BITTER PILL |
Once-feared hardman linked to notorious murder caught dealing sleeping tablets
Cooper has spent most of his adult life in prison
25th October 2022
A once-feared underworld hardman who was linked to an infamous gangland murder has fallen on hard times and has been caught dealing sleeping tablets.
Jeremy Cooper (56), originally from Dublin’s north inner city but of no fixed abode, was once a major gangland criminal who was involved in the kidnapping of a drug dealer who was tortured and killed in the mid-1990s.
He was also part of a ruthless gang who carried out terrifying home invasions in the 1990s and had links to well-known gang leaders, including Brian Rattigan and John Gilligan.
However, in recent years Cooper, who is a drug addict, has been reduced to working as a street dealer selling small quantities of zopiclone sleeping tablets, known as zimmos.
Cooper, who has 79 previous convictions for offences including drug dealing, armed robbery and false imprisonment, appeared in Dublin District Court where he received a six-month suspended sentence for selling the tablets.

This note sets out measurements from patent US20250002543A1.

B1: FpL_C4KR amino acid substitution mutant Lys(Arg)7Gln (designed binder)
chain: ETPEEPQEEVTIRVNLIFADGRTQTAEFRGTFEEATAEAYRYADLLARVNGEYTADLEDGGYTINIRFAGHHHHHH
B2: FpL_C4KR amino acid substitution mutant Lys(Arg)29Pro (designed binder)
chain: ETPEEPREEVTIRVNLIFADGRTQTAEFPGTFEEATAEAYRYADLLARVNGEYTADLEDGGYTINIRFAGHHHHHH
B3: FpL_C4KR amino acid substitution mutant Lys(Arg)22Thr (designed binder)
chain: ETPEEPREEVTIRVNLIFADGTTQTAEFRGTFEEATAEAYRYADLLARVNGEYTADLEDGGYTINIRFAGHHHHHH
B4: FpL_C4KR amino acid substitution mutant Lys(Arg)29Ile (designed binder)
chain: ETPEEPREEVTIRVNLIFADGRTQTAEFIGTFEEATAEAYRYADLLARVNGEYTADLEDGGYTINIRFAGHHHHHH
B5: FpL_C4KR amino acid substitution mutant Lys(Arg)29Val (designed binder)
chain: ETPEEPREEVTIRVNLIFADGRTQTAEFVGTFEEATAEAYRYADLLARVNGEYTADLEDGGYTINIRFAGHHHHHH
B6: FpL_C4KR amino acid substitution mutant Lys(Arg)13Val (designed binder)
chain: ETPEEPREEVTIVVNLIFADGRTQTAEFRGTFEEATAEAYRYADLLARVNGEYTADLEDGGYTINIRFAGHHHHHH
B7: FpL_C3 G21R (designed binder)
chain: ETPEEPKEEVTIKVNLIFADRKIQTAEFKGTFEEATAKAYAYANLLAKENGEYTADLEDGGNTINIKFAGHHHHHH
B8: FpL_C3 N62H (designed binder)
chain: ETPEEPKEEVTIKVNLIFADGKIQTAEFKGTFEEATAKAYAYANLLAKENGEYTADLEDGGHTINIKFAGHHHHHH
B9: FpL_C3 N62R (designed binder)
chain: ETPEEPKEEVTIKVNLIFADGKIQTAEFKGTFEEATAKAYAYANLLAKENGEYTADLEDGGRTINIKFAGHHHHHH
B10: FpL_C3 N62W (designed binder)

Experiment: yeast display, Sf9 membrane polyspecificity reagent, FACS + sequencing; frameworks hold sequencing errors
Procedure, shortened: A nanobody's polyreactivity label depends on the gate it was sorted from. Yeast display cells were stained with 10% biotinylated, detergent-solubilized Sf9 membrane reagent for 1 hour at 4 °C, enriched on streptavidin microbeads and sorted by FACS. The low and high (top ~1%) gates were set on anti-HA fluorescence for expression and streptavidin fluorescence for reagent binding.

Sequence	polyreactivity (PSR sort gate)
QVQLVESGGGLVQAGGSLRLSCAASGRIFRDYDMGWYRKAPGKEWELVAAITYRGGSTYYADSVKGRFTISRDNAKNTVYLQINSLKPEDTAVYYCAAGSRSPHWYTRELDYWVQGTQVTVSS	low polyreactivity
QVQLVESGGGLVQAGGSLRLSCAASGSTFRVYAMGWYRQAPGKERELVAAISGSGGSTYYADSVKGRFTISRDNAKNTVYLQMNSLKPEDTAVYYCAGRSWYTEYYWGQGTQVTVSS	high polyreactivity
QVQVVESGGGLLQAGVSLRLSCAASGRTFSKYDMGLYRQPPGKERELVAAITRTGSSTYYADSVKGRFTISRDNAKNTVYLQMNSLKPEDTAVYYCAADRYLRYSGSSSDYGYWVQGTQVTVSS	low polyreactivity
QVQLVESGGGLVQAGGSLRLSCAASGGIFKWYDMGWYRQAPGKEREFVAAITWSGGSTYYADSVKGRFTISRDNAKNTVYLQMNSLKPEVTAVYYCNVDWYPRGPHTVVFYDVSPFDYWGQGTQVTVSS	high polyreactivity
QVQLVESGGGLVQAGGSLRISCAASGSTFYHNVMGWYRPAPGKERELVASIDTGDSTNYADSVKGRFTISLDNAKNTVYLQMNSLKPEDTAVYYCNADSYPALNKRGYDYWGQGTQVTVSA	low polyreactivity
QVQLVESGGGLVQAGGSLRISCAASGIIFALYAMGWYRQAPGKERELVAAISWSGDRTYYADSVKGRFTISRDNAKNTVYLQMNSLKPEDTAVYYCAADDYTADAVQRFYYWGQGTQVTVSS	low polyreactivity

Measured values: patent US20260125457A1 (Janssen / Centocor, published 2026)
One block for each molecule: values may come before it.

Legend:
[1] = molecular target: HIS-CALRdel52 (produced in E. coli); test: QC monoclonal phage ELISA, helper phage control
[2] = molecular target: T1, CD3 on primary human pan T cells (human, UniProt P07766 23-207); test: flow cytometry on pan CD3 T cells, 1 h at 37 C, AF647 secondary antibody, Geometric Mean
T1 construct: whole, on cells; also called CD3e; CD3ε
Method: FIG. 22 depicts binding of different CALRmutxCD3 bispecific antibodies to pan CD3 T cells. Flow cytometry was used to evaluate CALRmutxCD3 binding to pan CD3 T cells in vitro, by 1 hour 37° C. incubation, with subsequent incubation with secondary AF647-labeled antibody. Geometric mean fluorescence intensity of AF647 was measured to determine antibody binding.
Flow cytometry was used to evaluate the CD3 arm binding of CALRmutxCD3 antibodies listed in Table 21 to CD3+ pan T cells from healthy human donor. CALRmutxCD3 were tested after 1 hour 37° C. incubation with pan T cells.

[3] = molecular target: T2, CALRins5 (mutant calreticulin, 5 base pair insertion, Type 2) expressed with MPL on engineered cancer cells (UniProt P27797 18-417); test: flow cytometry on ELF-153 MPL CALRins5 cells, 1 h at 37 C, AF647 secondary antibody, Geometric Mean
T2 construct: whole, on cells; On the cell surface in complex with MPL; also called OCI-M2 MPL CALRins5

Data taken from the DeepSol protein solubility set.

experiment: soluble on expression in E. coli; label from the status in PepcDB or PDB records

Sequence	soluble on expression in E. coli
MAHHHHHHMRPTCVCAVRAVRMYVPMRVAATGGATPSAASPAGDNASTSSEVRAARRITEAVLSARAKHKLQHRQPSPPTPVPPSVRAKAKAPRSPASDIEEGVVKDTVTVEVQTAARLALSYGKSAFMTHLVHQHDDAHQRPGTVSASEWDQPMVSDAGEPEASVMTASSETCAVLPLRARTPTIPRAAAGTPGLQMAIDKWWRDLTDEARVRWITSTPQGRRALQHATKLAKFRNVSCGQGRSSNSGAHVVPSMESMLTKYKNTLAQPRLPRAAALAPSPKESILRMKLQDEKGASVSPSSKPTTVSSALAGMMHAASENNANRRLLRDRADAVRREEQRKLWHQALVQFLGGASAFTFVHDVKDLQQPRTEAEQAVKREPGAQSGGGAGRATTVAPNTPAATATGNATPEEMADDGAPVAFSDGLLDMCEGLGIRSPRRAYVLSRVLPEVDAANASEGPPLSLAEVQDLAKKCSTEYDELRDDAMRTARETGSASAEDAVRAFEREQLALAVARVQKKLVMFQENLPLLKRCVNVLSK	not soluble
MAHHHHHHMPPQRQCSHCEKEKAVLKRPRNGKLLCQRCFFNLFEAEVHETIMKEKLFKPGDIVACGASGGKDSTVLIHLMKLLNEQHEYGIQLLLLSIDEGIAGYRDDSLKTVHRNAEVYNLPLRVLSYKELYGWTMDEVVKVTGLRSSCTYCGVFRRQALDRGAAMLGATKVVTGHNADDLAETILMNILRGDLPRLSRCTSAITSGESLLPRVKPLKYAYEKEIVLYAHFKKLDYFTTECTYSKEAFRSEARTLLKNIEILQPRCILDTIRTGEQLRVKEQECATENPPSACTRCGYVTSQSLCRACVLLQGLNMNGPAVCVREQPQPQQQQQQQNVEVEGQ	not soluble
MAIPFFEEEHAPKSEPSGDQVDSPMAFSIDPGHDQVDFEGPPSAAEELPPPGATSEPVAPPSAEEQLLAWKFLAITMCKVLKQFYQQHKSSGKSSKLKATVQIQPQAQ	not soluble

The court heard gardaí were on patrol at Amiens Street in the north of the city on May 9, 2020.
They saw Cooper engaged in a drug transaction, handing over a tray of zopiclone tablets to a drug addict.
Cooper was detained for a search. Six trays of zopiclone were found. He also had €150 in cash in a sock.
Cooper has spent most of his adult life in prison.
He was involved in one of the most notorious crimes of the 1990s when he was a part of a gang who abducted Mark Dwyer, who was blamed for the disappearance of 40,000 ecstasy tablets imported by a gang led by ‘Cotton Eye’ Joe Delaney.
Cooper was one of three armed and masked men who burst into Mr Dwyer’s flat in Ballybough in Dublin and tied him up before taking him to a house, where he was tortured.
Dwyer’s body was found dumped in a field in Scribblestown Lane, Finglas with a gunshot wound to the back of the head. Delaney’s son Scott was found bound and gagged beside the body, but he later admitted this was a ruse.
Joe and Scott Delaney were later convicted of the murder. Cooper was initially charged with murder but the murder charge was dropped after he agreed to plead guilty to false imprisonment.
He received a 12-year sentence for his involvement. Cooper also received a 14-year sentence for a horrific home invasion in Tipperary in May 1997.
He pleaded guilty to falsely imprisoning the family of five at their home in Cloneen, near Clonmel.